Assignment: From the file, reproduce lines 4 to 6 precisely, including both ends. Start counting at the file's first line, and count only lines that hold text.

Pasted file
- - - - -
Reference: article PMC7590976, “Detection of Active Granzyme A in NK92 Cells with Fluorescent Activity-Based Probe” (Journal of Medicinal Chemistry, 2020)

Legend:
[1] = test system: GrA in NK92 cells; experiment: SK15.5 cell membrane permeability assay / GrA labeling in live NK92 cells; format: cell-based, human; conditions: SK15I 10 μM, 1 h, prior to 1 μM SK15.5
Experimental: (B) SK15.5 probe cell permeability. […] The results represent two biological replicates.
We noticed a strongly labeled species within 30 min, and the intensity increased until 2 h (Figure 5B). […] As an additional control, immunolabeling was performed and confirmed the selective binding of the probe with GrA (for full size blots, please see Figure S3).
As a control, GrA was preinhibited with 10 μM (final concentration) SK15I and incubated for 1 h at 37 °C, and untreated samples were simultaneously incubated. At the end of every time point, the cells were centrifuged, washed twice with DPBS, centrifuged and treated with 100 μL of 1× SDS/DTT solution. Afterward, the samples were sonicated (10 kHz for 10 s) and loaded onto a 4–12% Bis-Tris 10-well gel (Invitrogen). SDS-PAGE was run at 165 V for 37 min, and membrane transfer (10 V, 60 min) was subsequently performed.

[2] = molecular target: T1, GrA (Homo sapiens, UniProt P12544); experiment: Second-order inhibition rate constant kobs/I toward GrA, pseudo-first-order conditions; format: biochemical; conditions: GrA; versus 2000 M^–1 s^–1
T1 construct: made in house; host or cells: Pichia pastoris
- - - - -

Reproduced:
Experimental: (B) SK15.5 probe cell permeability. […] The results represent two biological replicates.
We noticed a strongly labeled species within 30 min, and the intensity increased until 2 h (Figure 5B). […] As an additional control, immunolabeling was performed and confirmed the selective binding of the probe with GrA (for full size blots, please see Figure S3).
As a control, GrA was preinhibited with 10 μM (final concentration) SK15I and incubated for 1 h at 37 °C, and untreated samples were simultaneously incubated. At the end of every time point, the cells were centrifuged, washed twice with DPBS, centrifuged and treated with 100 μL of 1× SDS/DTT solution. Afterward, the samples were sonicated (10 kHz for 10 s) and loaded onto a 4–12% Bis-Tris 10-well gel (Invitrogen). SDS-PAGE was run at 165 V for 37 min, and membrane transfer (10 V, 60 min) was subsequently performed.